"Are there no prisons?" asked Scrooge.
"Plenty of prisons," said the gentleman, laying down the pen again.
"And the Union workhouses?'' demanded Scrooge. "Are they still in operation?''
"They are. Still,'' returned the gentleman, "I wish I could say they were not.''
"The Treadmill and the Poor Law are in full vigour, then?'' said Scrooge.
"Both very busy, sir.''
"Oh! I was afraid, from what you said at first, that something had occurred to stop them in their useful course,'' said Scrooge.
"Under the impression that they scarcely furnish Christian cheer of mind or body to the multitude,'' returned the gentleman, "a few of us are endeavouring to raise a fund to buy the Poor some meat and drink, and means of warmth. We choose this time, because it is a time, of all others, when Want is keenly felt, and Abundance rejoices. What shall I put you down for?''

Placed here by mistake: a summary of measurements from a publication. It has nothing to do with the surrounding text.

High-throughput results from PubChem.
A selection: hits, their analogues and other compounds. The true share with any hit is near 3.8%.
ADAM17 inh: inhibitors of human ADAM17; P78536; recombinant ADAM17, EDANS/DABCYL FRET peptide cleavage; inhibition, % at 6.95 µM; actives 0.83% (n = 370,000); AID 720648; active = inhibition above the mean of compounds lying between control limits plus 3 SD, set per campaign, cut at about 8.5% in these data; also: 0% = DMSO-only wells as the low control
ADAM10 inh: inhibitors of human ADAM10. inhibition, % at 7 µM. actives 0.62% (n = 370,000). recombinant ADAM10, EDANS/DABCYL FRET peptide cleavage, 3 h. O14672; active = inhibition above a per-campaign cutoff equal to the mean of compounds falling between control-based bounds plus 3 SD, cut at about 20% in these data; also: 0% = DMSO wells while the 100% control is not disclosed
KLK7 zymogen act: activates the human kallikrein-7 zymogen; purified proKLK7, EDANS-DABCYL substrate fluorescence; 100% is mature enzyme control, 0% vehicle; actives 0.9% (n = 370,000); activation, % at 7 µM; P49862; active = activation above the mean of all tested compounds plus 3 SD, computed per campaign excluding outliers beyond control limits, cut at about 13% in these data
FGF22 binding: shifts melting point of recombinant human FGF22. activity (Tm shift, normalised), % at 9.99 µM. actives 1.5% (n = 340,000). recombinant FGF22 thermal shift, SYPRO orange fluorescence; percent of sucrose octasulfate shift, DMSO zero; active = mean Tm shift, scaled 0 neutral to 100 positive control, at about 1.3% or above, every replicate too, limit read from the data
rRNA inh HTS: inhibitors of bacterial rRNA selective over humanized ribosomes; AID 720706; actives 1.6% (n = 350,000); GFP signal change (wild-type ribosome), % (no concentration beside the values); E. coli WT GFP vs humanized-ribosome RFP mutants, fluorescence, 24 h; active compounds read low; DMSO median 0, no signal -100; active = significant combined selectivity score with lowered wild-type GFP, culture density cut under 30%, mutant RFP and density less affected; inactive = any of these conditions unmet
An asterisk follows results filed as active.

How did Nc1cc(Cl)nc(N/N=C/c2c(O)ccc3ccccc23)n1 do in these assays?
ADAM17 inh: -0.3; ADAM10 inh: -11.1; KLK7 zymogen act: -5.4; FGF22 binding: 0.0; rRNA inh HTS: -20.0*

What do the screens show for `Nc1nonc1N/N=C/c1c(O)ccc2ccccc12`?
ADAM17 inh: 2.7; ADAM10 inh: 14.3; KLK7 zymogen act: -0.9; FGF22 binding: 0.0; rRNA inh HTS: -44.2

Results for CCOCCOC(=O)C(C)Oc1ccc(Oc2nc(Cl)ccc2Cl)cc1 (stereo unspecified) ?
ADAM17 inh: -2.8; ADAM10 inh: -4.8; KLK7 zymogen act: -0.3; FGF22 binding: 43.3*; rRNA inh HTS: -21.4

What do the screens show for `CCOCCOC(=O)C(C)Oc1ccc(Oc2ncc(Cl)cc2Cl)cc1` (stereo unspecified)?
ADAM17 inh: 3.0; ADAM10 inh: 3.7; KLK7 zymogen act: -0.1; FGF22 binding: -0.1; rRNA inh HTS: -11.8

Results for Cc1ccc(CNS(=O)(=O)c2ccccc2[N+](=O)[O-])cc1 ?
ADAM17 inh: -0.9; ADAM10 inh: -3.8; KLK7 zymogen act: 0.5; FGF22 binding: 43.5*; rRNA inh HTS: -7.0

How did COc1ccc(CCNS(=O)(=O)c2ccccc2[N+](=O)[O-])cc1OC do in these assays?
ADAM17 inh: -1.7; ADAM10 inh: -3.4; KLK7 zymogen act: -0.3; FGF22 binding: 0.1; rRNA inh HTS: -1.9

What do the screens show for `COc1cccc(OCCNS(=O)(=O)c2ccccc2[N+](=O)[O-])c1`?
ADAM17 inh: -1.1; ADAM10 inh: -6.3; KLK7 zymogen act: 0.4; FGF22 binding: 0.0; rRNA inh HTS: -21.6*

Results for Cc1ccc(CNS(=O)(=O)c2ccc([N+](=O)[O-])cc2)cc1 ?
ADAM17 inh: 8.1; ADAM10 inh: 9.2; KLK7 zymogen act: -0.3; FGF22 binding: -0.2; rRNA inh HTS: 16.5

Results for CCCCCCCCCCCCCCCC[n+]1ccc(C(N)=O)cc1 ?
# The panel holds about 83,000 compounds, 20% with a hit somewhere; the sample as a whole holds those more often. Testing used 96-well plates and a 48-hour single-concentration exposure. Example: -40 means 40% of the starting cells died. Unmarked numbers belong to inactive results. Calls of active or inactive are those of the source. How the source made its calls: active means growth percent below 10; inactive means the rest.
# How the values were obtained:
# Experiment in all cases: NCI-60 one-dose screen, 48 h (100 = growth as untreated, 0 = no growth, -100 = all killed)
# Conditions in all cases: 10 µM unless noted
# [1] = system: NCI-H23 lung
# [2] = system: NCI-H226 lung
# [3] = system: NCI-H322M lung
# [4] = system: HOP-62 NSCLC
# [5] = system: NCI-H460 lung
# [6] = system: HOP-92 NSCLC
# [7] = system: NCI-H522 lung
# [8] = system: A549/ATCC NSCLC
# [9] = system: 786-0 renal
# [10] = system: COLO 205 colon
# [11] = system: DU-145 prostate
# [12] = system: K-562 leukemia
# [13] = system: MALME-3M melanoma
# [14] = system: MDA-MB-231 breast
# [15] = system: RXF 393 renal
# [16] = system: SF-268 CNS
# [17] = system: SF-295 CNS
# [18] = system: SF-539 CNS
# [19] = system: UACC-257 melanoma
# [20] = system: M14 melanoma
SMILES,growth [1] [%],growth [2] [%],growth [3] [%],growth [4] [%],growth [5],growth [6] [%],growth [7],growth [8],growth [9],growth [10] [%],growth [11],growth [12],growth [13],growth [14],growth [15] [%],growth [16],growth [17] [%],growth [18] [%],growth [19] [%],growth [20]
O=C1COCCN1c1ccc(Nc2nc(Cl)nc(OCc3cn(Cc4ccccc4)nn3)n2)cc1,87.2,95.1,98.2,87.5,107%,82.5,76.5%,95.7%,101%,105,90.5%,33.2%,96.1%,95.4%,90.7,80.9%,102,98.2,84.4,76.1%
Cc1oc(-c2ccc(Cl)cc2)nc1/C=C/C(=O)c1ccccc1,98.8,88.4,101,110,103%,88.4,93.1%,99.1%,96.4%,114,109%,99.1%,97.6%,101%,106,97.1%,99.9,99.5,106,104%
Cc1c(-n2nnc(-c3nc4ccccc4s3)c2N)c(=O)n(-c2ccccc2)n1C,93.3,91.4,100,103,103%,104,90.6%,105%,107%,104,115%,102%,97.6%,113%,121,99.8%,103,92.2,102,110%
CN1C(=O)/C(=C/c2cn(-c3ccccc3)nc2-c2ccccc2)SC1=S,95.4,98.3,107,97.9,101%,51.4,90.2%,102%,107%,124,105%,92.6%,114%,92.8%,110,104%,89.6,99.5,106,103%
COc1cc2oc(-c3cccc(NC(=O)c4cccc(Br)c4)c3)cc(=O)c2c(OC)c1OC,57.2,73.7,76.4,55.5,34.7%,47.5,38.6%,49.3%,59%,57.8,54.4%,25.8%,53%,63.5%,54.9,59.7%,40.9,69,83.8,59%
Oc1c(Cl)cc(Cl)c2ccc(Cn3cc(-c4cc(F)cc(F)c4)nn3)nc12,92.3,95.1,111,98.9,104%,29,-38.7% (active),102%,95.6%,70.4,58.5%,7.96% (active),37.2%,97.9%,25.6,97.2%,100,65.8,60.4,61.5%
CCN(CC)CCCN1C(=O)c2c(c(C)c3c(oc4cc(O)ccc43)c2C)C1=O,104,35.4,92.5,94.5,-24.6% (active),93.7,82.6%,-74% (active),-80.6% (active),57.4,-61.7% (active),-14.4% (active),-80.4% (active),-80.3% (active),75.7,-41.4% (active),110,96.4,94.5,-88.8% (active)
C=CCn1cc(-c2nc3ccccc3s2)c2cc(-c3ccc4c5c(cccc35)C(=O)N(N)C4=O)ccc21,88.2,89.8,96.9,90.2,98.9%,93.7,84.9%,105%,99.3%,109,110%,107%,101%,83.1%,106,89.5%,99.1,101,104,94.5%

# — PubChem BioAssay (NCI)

"Nothing!'' Scrooge replied.
"You wish to be anonymous?''
"I wish to be left alone,'' said Scrooge. "Since you ask me what I wish, gentlemen, that is my answer. I don't make merry myself at Christmas and I can't afford to make idle people merry. I help to support the establishments I have mentioned: they cost enough: and those who are badly off must go there."
"Many can't go there; and many would rather die.''
"If they would rather die,'' said Scrooge, "they had better do it, and decrease the surplus population.''
- Charles Dickens, A Christmas Carol